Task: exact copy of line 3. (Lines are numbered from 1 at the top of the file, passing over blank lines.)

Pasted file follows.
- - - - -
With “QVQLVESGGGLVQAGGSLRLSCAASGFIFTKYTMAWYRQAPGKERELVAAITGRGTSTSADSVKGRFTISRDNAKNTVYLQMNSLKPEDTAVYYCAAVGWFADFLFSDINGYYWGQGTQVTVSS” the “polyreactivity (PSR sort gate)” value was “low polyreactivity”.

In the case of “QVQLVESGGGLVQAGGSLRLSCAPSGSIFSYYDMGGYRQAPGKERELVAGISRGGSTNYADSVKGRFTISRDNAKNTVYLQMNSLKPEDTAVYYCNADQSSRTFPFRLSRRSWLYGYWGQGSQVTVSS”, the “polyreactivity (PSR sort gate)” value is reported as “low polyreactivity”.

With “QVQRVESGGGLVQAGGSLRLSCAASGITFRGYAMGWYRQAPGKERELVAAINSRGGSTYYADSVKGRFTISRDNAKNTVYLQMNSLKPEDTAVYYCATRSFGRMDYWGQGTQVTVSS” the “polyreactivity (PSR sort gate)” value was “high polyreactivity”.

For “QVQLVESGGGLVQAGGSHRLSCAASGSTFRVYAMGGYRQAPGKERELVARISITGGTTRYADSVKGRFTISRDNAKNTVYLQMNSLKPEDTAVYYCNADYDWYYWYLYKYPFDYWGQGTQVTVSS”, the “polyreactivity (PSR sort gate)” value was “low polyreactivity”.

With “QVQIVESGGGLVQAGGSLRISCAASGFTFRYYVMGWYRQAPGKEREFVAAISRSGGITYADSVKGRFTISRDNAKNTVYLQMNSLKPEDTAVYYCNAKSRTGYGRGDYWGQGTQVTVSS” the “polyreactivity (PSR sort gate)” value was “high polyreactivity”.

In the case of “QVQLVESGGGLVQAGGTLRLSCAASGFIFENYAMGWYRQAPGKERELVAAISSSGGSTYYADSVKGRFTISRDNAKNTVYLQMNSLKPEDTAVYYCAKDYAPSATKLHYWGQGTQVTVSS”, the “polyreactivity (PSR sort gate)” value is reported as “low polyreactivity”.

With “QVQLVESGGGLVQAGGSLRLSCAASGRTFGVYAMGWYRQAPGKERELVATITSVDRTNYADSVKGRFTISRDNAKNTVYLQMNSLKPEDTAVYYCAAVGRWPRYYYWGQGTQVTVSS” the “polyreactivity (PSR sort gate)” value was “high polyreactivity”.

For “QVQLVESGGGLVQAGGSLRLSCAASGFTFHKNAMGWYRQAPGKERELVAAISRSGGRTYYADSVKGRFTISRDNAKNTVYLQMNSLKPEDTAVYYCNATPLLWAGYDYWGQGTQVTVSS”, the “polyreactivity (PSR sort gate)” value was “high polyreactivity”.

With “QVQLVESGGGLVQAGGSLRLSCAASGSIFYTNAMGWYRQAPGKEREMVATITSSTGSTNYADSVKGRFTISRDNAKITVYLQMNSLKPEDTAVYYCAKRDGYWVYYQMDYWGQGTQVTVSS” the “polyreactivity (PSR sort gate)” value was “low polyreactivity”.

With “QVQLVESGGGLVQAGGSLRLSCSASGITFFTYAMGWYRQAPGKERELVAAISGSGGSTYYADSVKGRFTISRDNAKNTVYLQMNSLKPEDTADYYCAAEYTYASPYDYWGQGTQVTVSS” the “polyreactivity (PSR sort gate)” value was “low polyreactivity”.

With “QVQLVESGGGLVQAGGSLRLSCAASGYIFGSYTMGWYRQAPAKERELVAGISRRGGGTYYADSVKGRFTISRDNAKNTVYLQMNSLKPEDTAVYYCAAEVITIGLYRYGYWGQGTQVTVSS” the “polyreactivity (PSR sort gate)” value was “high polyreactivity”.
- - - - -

With “QVQRVESGGGLVQAGGSLRLSCAASGITFRGYAMGWYRQAPGKERELVAAINSRGGSTYYADSVKGRFTISRDNAKNTVYLQMNSLKPEDTAVYYCATRSFGRMDYWGQGTQVTVSS” the “polyreactivity (PSR sort gate)” value was “high polyreactivity”.